"Do you copy? ": Automatic imitation among individuals with high versus low obsessive-compulsive symptoms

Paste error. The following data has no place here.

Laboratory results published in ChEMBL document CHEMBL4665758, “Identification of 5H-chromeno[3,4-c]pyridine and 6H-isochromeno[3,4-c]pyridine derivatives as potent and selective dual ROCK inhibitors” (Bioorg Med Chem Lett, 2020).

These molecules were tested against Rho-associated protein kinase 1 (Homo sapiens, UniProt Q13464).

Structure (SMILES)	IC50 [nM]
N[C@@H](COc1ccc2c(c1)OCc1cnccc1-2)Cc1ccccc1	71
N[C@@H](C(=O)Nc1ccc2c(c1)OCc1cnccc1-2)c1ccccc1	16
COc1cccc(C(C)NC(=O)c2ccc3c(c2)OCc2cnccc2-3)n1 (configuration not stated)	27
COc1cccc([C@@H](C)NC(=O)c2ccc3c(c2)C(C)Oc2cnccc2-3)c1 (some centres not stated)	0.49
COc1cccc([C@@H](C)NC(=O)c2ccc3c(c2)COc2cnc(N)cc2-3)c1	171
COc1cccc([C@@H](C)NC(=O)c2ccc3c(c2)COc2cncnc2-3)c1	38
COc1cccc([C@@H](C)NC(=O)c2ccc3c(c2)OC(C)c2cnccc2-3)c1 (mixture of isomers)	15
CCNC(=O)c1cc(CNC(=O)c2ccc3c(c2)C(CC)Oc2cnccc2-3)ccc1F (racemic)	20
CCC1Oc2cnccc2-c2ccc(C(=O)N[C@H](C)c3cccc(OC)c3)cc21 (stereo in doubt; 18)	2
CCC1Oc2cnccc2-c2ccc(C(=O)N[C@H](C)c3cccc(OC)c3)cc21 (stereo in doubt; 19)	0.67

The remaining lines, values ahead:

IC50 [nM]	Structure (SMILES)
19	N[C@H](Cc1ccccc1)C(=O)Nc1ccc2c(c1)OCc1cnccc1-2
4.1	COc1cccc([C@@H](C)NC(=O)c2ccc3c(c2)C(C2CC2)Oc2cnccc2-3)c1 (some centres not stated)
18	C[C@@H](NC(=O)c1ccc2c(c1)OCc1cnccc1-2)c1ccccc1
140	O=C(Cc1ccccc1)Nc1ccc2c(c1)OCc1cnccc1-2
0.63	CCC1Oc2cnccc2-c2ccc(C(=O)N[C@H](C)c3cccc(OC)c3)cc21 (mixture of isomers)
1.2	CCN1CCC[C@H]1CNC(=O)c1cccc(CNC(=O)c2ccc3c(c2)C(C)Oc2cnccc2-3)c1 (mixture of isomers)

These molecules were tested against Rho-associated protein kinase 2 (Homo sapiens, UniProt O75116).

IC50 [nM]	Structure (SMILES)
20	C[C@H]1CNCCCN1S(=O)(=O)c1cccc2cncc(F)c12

Humans often 'automatically' imitate the movements of their peers and these actions may support adaptive social behaviour. Individuals with high obsessive-compulsive (OC) symptoms exhibit atypical social behaviour relating to imitation. Differences in automatic imitation may partially explain atypical social behaviour in OC populations, but the integrity of these actions has yet to be tested. As such, the current study examined potential differences in automatic imitation among individuals varying in OC symptoms. Participants (n=50, 30 female) completed a questionnaire measuring OC (Obsessive Compulsive Inventory-Revised: OCI-R) and comorbid (Beck Anxiety Inventory: BAI) symptoms. Then, participants completed an experiment requiring index or little finger keypress responses following the presentation of congruent (overlapping locations) or incongruent (opposite locations) finger and dot movements; finger movements were downwards motions of a model's index or little finger, whereas dot movements were downwards motions of white dots superimposed onto a model's index or little finger. Using inverse efficiency scores, automatic imitation was measured as larger interference effects (Incongruent trials – Congruent trials) with finger versus dot movements as the distractor. Participants were subdivided (OCI-R scores below/above 21) into age/gender matched Low-OC (LOC; n=18) and High-OC (HOC; n=18) groups. Including BAI scores as a covariate, interference effects were larger in the HOC (M=189.66ms) versus LOC (M=117.24ms; p<0.01) group. However, interference effects in the HOC group were not different with finger (M=200.68ms) versus dot (M=178.64ms; p>.05) movements as the distractor. Differences in general interference control, but not in 'automatic' imitation per se, may be present among individuals with high OC symptoms.